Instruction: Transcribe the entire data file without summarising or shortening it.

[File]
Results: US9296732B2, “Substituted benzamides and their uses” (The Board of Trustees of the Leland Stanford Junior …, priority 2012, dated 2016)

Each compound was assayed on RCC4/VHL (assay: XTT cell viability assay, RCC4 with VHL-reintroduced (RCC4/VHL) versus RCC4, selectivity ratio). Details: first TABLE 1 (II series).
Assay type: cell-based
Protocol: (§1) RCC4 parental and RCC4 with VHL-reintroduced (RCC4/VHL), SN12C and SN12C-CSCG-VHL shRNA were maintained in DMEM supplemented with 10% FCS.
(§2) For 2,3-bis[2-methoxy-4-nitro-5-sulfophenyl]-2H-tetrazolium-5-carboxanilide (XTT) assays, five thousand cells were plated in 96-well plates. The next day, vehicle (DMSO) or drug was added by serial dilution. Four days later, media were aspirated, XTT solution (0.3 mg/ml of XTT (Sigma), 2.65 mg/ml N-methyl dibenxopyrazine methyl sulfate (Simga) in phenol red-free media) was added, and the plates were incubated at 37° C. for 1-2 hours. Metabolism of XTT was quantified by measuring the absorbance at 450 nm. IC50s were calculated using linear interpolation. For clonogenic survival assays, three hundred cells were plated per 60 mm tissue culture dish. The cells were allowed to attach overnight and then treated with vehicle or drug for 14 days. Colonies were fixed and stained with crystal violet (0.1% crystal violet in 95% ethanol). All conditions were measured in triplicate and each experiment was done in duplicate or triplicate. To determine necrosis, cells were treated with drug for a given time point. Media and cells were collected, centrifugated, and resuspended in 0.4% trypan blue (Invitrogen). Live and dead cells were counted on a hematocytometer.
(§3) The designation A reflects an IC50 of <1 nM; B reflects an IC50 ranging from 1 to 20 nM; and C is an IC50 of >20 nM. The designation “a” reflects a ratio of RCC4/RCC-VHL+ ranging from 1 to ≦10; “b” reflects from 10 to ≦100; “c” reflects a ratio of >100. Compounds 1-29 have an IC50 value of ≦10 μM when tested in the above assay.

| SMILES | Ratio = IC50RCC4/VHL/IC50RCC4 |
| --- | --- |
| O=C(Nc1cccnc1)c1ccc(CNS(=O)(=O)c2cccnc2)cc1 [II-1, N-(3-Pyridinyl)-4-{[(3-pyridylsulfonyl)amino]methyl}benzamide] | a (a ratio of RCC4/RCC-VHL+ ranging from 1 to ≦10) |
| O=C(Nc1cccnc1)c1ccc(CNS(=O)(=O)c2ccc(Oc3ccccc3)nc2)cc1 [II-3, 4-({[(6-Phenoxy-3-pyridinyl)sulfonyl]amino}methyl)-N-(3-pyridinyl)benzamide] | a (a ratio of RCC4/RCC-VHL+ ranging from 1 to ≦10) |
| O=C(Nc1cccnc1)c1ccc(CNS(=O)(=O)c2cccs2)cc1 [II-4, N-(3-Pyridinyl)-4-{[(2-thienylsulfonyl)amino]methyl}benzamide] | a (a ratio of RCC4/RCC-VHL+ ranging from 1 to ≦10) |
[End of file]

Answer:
Results: US9296732B2, “Substituted benzamides and their uses” (The Board of Trustees of the Leland Stanford Junior …, priority 2012, dated 2016)

Each compound was assayed on RCC4/VHL (assay: XTT cell viability assay, RCC4 with VHL-reintroduced (RCC4/VHL) versus RCC4, selectivity ratio). Details: first TABLE 1 (II series).
Assay type: cell-based
Protocol: (§1) RCC4 parental and RCC4 with VHL-reintroduced (RCC4/VHL), SN12C and SN12C-CSCG-VHL shRNA were maintained in DMEM supplemented with 10% FCS.
(§2) For 2,3-bis[2-methoxy-4-nitro-5-sulfophenyl]-2H-tetrazolium-5-carboxanilide (XTT) assays, five thousand cells were plated in 96-well plates. The next day, vehicle (DMSO) or drug was added by serial dilution. Four days later, media were aspirated, XTT solution (0.3 mg/ml of XTT (Sigma), 2.65 mg/ml N-methyl dibenxopyrazine methyl sulfate (Simga) in phenol red-free media) was added, and the plates were incubated at 37° C. for 1-2 hours. Metabolism of XTT was quantified by measuring the absorbance at 450 nm. IC50s were calculated using linear interpolation. For clonogenic survival assays, three hundred cells were plated per 60 mm tissue culture dish. The cells were allowed to attach overnight and then treated with vehicle or drug for 14 days. Colonies were fixed and stained with crystal violet (0.1% crystal violet in 95% ethanol). All conditions were measured in triplicate and each experiment was done in duplicate or triplicate. To determine necrosis, cells were treated with drug for a given time point. Media and cells were collected, centrifugated, and resuspended in 0.4% trypan blue (Invitrogen). Live and dead cells were counted on a hematocytometer.
(§3) The designation A reflects an IC50 of <1 nM; B reflects an IC50 ranging from 1 to 20 nM; and C is an IC50 of >20 nM. The designation “a” reflects a ratio of RCC4/RCC-VHL+ ranging from 1 to ≦10; “b” reflects from 10 to ≦100; “c” reflects a ratio of >100. Compounds 1-29 have an IC50 value of ≦10 μM when tested in the above assay.

| SMILES | Ratio = IC50RCC4/VHL/IC50RCC4 |
| --- | --- |
| O=C(Nc1cccnc1)c1ccc(CNS(=O)(=O)c2cccnc2)cc1 [II-1, N-(3-Pyridinyl)-4-{[(3-pyridylsulfonyl)amino]methyl}benzamide] | a (a ratio of RCC4/RCC-VHL+ ranging from 1 to ≦10) |
| O=C(Nc1cccnc1)c1ccc(CNS(=O)(=O)c2ccc(Oc3ccccc3)nc2)cc1 [II-3, 4-({[(6-Phenoxy-3-pyridinyl)sulfonyl]amino}methyl)-N-(3-pyridinyl)benzamide] | a (a ratio of RCC4/RCC-VHL+ ranging from 1 to ≦10) |
| O=C(Nc1cccnc1)c1ccc(CNS(=O)(=O)c2cccs2)cc1 [II-4, N-(3-Pyridinyl)-4-{[(2-thienylsulfonyl)amino]methyl}benzamide] | a (a ratio of RCC4/RCC-VHL+ ranging from 1 to ≦10) |